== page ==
Monitoring theory, from scratch — events and transactions.

If only monitored events could be this colorful and tasty. Alas, they are a different beast.


A system has all sorts of stuff happening in it all the time. It could be as detailed as ‘register AX changed its value to 0’ or ‘a packet has been received’ or it could be as high-level as ‘a customer has just logged in’. Some of these might be expected, some of these might not be (or perhaps expected but not welcome, in the case of nasty third-party integrations.). By directly observing these, we don’t need to wait for them to trigger a metric change.

  1. Iterate and perform RCAs. Haven’t we heard that one before? Your logging should look more like a living organism than a stone. Ask yourself if a log could have been helpful in diagnosing a problem. Do I need more logging? Less logging? Better filtering? Better aggregation?
    I’d also like to add — be brave and send logging patches for underlying products or your cloud provider. Be a good netizen. Thank you.
  2. Collect more, display less. That one also rings a familiar bell. Allowing an operator to access the data they need for a particular analysis but not always displaying can be the best of both worlds. As a particular recommendation over the lessons of metrics, abilities such as template analysis and aggregation of repeat messages can be of great assistance in separating the wheat from the chaff, offering both a metric view of repeating events as well as the ability to filter items of interest.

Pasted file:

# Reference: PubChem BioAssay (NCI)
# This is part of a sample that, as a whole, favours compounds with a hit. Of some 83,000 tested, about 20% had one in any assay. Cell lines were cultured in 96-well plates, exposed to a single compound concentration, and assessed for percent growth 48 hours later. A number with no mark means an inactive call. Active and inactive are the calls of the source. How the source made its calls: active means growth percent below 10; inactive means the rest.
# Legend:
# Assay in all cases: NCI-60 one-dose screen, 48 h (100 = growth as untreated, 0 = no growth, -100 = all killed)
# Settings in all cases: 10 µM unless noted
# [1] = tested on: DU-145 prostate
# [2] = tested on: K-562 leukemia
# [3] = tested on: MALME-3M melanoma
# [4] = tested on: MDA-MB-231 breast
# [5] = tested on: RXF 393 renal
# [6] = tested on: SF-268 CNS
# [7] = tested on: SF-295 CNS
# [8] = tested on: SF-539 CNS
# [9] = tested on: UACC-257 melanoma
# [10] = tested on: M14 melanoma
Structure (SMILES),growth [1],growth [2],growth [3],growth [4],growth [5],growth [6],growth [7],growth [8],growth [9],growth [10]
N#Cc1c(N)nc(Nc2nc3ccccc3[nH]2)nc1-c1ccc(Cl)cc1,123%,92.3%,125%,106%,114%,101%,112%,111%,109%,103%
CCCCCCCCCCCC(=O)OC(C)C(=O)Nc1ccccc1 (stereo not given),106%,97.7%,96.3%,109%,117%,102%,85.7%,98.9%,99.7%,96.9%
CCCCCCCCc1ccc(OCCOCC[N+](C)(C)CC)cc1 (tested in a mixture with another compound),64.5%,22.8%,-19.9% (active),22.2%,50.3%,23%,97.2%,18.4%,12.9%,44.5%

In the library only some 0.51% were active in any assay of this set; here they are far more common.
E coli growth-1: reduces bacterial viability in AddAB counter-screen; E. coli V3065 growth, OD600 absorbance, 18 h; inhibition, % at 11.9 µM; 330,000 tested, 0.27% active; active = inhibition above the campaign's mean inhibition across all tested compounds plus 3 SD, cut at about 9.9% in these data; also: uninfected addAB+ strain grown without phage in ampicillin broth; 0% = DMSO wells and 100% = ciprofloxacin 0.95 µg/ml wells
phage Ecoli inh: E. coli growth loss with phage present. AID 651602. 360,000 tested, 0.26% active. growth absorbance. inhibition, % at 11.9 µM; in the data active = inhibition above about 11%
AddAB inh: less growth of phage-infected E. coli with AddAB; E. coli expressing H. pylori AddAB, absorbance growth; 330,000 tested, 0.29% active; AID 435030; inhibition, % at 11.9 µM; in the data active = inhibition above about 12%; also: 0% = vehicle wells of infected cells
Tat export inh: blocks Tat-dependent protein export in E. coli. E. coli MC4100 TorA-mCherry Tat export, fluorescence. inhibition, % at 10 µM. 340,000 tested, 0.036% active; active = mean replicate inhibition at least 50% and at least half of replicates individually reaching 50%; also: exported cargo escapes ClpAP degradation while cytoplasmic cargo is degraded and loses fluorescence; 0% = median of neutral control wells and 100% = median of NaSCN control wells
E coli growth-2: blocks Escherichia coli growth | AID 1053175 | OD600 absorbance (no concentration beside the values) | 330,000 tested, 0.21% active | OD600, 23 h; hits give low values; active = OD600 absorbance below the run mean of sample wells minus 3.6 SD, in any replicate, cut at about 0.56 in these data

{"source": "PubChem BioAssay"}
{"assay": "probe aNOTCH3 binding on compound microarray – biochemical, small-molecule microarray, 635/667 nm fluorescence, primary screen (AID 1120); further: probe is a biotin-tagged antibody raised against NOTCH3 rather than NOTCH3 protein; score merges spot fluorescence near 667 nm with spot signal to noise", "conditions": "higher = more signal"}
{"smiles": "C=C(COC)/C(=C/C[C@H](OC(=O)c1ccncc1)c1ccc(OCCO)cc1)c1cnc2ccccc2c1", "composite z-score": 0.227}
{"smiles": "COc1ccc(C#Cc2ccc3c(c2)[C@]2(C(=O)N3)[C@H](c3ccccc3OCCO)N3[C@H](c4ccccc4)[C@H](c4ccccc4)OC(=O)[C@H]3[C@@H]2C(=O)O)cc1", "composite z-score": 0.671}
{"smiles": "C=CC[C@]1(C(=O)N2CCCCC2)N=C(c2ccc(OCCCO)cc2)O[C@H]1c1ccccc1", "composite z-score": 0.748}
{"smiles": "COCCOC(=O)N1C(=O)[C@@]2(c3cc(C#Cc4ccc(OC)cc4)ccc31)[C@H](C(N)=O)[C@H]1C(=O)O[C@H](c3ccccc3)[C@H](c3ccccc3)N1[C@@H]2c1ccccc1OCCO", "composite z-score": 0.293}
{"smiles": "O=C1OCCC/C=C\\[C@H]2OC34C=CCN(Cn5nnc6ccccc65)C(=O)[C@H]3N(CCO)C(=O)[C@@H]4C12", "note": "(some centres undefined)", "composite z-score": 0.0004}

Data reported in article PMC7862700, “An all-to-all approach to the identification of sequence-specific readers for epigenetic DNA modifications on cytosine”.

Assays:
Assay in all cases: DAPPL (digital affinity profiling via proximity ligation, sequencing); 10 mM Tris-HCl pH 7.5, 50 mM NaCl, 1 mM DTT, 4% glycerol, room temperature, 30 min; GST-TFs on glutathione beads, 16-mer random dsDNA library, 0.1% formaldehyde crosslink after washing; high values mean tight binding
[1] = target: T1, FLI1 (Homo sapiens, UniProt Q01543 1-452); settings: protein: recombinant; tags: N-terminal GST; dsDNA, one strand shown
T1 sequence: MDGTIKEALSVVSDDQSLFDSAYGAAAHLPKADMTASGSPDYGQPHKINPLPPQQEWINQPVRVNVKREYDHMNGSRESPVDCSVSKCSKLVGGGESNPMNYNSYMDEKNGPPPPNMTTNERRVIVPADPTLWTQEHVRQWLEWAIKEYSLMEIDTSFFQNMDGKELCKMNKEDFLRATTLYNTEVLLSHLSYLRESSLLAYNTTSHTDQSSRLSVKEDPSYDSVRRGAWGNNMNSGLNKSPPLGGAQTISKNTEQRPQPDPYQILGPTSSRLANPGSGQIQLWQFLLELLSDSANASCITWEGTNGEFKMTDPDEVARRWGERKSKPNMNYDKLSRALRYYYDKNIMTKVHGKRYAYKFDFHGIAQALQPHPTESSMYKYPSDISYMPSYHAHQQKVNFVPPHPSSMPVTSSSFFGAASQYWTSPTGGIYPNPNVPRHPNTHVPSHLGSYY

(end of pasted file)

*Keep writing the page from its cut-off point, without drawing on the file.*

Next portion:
Then again, considering the number of things that can possibly be collected, a tasteful limit is in order. Usually, intuition coupled with an RCA process will suffice.
  3. Context matters. A lot. This is a new development over our experiences with metrics and thresholds. We can now say things that are far more specific — including things like stack traces, line of code triggering the event, some particular environment state, particular metrics or indicators… this extended richness and expressivity should be tapped in event collection. This is something to consider in your RCA process as you improve upon your log collection.
Coralogix, a managed logging solution


As if that’s not overwhelming already, there is more. We probably shouldn’t be too much of a surprise to guess or learn that somewhat similar to synthetics, there is a form of aggregated distributed event collection — transaction tracing.

Transaction tracing has the additional benefit of explaining what happened to my last salary
Lumigo, a transaction tracing monitoring solution
Epsagon, another transaction monitoring solution.



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Gil Bahat (she/her)

Gil Bahat (she/her)


A Gil, of all trades. DevOps roles are often called “a one man show”. As it turns out, I’m not a man and never was. Welcome to this one (trans) woman show.